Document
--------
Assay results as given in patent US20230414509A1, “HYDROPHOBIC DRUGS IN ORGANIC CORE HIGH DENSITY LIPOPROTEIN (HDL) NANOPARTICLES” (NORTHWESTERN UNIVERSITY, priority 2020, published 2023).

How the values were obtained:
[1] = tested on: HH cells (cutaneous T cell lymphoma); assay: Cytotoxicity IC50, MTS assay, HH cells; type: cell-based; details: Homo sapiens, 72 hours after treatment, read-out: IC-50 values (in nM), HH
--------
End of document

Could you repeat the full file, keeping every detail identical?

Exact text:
Assay results as given in patent US20230414509A1, “HYDROPHOBIC DRUGS IN ORGANIC CORE HIGH DENSITY LIPOPROTEIN (HDL) NANOPARTICLES” (NORTHWESTERN UNIVERSITY, priority 2020, published 2023).

How the values were obtained:
[1] = tested on: HH cells (cutaneous T cell lymphoma); assay: Cytotoxicity IC50, MTS assay, HH cells; type: cell-based; details: Homo sapiens, 72 hours after treatment, read-out: IC-50 values (in nM), HH